Training internal medicine residents in the community: the Minnesota experience

C M Parenti, C F Moldow
Academic Medicine 1995, 70 (5): 366-9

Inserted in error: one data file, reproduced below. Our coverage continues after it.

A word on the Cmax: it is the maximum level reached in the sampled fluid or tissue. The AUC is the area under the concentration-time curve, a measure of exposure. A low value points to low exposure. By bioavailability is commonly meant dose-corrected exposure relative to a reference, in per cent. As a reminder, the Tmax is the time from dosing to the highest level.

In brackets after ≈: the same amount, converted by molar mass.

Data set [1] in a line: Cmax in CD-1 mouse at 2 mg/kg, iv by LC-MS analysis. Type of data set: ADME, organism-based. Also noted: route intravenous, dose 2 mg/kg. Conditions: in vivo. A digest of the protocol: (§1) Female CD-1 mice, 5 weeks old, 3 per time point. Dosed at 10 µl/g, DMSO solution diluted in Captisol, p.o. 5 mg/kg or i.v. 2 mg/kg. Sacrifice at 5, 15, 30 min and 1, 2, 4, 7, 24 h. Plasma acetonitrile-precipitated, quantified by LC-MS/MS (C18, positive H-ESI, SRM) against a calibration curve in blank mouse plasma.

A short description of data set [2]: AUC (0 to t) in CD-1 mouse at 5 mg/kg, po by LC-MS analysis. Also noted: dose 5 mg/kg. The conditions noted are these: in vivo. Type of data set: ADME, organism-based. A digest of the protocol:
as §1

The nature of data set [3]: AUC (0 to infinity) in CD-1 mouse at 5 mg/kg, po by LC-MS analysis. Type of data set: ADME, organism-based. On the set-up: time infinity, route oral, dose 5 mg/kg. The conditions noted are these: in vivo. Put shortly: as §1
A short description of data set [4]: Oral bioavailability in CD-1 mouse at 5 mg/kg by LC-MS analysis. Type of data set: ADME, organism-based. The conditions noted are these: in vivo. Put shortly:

The University of Minnesota Internal Medicine Residency Program has developed ambulatory general medicine rotations in rural community settings and urban managed care settings in Minnesota. Based on what had been learned from community focus groups, from discussions with residents about what they perceived to be training holes in the traditional curriculum, and from resident evaluations of pilot rotations, an educational framework for the rotations was established. The authors describe the process of developing these rotations, their educational rationale and objectives, the structure of the rotations, teaching strategies, faculty development, and the evaluation system, and outline the important elements of the successful implementation of these new rotations. The community practice setting has offered a unique, important, and previously untapped resource for residency training, and the community rotations have been highly valued both by housestaff and by community preceptors. As residency programs begin to offer more community-based ambulatory care opportunities for their trainees, the impact of this trend on quality of training, residents' career choices, and patient outcomes will need to be evaluated.

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